Sony has been a large backer of LCD technology in just about every market it’s in, and the smartphone market plays a key part in that strategy. Sony’s Triluminos panels have been around for years now, and generally offer up some good qualities to them, but don’t eschew what you would normally expect from an IPS LCD panel. Brightness levels are excellent, and sunlight viewing shouldn’t be an issue in all but the absolute brightest of direct sunlight. Viewing angles are superb and don’t show much of any dimming at all, even at extreme angles, and the only color shifting occurs on pure whites, which take on a slightly rosy tone to them at extreme angles. White balance, especially when looking mostly straight on, is absolutely excellent, and as a result the overall color balance ranges on perfect in every way.
The less than positive qualities of the display come in the expected black levels, which range from good to poor depending on the brightness of the backlight, but aren’t out of range for an IPS LCD. What’s not so great or expected is the amount of light bleed from the corners of the panel, especially the top edge and the corners of the display, which look quite bad at angles, especially if the screen is showing something darker on it. The refresh rate of the panel is also pretty abysmal, and exhibits significant trailing and ghosting when scrolling no matter the contrast level of the objects on the screen. This last part in particular makes it feel like a much worse, older display than it would otherwise, and end up dragging the positive notes of the display down a notch or two.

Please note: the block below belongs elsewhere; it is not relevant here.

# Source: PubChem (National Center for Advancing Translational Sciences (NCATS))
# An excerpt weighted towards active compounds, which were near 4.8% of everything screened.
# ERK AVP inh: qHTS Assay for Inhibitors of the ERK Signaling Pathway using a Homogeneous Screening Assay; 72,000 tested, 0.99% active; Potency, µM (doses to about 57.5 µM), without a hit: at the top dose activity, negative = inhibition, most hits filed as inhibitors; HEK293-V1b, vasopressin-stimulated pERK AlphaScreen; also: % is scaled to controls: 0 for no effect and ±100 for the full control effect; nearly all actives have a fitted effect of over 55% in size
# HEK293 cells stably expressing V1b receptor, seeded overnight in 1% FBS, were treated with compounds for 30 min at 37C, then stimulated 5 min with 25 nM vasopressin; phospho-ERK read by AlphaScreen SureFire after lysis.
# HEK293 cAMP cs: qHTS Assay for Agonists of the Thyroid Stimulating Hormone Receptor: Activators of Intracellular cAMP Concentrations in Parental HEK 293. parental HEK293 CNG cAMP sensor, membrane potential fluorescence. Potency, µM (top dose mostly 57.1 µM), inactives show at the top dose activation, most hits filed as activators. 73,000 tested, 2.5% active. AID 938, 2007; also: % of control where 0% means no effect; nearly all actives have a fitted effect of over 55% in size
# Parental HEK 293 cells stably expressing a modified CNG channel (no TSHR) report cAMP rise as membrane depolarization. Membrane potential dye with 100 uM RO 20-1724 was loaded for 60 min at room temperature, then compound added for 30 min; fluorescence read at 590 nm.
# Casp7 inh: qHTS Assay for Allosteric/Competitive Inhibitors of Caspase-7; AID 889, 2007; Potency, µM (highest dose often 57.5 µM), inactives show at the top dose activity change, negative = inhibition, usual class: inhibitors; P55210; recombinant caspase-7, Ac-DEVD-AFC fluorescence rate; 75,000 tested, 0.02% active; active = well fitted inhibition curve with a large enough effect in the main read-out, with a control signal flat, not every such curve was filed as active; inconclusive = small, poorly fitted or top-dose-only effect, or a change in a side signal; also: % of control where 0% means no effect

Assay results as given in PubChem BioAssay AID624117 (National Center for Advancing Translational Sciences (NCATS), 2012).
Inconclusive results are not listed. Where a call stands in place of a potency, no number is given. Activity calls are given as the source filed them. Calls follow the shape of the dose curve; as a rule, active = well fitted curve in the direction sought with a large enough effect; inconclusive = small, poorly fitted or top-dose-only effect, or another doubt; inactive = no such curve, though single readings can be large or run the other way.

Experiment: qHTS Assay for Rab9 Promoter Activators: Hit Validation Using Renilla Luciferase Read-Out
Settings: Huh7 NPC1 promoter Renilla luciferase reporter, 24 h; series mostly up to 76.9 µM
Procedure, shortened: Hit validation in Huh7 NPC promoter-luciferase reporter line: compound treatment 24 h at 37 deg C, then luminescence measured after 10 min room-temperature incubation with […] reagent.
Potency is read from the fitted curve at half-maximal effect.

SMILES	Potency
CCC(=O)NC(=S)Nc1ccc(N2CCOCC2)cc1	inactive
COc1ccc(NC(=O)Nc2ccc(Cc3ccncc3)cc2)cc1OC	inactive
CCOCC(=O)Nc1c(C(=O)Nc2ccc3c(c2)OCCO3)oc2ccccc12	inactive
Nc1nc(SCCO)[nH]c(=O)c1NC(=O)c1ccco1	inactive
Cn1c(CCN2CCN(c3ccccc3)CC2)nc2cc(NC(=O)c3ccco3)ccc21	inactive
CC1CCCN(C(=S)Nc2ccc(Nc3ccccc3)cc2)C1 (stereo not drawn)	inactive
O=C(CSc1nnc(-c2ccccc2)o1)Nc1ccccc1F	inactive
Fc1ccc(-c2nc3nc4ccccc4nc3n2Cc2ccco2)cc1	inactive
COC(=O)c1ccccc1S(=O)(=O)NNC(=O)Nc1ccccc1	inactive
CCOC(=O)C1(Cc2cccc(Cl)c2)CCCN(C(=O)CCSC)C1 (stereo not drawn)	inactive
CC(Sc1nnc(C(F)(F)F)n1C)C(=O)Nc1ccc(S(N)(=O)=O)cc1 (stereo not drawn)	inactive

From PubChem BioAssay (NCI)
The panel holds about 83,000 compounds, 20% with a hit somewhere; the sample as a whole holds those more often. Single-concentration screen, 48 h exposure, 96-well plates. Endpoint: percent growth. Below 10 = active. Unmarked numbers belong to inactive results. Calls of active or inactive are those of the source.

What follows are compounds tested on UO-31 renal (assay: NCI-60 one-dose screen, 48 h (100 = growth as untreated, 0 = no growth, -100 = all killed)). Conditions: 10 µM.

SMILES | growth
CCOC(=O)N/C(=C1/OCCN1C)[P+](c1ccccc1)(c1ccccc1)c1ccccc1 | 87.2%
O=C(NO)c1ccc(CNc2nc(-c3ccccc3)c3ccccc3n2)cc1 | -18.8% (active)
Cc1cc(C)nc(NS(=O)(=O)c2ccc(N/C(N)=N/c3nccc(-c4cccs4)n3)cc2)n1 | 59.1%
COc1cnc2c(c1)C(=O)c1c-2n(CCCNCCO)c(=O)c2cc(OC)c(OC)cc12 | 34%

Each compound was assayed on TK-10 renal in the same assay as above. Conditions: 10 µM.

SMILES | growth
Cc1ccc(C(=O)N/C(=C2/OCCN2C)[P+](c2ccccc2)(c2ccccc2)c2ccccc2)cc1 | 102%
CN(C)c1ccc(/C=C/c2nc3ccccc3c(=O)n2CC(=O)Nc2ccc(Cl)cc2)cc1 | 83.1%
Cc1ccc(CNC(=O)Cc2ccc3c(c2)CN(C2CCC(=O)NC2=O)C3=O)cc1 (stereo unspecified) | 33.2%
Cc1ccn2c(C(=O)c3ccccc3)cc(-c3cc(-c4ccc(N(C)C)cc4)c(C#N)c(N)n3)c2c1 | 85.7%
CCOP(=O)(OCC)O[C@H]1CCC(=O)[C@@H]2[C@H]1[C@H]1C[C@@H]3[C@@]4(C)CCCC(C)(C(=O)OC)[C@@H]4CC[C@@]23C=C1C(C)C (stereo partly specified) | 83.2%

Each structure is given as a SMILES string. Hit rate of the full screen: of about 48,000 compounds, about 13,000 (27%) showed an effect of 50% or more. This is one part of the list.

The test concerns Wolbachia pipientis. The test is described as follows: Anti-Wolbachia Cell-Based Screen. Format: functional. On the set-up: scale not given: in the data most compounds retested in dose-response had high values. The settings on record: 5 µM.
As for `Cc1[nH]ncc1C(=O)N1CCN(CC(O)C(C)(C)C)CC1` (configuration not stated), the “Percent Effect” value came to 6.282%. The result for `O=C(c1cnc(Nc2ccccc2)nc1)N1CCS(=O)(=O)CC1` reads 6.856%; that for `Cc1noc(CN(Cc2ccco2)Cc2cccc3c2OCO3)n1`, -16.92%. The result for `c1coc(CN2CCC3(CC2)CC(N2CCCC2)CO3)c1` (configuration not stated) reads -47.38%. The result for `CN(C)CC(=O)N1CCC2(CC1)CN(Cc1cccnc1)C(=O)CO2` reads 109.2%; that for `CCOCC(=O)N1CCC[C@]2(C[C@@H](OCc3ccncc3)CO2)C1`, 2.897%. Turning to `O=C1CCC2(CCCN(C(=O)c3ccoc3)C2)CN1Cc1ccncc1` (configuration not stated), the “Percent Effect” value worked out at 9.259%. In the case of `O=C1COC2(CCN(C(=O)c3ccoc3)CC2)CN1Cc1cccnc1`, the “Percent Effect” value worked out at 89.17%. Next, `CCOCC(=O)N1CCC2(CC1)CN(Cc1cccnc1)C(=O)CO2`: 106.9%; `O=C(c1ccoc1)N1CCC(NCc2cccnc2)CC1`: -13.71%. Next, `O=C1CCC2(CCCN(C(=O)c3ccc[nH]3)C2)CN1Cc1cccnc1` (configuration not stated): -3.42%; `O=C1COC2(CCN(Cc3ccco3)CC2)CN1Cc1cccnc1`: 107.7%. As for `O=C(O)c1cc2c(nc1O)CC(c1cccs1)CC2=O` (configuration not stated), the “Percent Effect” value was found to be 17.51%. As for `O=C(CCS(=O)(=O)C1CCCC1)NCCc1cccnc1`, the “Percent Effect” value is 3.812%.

The digitizer is a particularly important part in any display’s quality too, as it encapsulates the entire touch component of the user’s experience with the phone. Sony’s digitizers of late have been a big disappointing for a flagship phone, and this one continues that disappointment. While it didn’t have as many problems as the one on the Xperia X, the digitizer on the Xperia X Performance left a little to be desired at various times throughout the day. When typing, particularly fast, I found ghost swipes and other oddities would happen, making the incorrect words or pair of words appear on screen instead of what I actually pressed. This is rather a shame too since the digitizer here has a glove mode, which is unbelievably convenient if you live in a colder climate where you’ll need to regularly wear gloves during the course of the year, as you won’t have to remove them to use the phone.
Hardware and Build
The Xperia X Performance is a Sony device in every use of the term. Featuring a premium build that feels both heavy and durable, yet elegant and sleek, Sony’s Omnibalance design language shines through and through with this flagship. Just as we noted with the Xperia X, the Xperia X Performance shares the same design language as the Xperia Z5. Unlike the Xperia X though, the Xperia X Performance is water and dust resistant to the highest standard, IP68 as most Sony flagships have been for ages now. On the right just north of center sits the recessed power button, which in most markets contains a fingerprint scanner as well. For the US launch Sony has yet again pilfered this scanner from all Xperia X models, including the flagship Performance phone, which makes no sense whatsoever in a market where this has become a standard item. It also means issues with using something like Android Pay in a hassle free way, and will require a PIN any time you need to do such a transaction.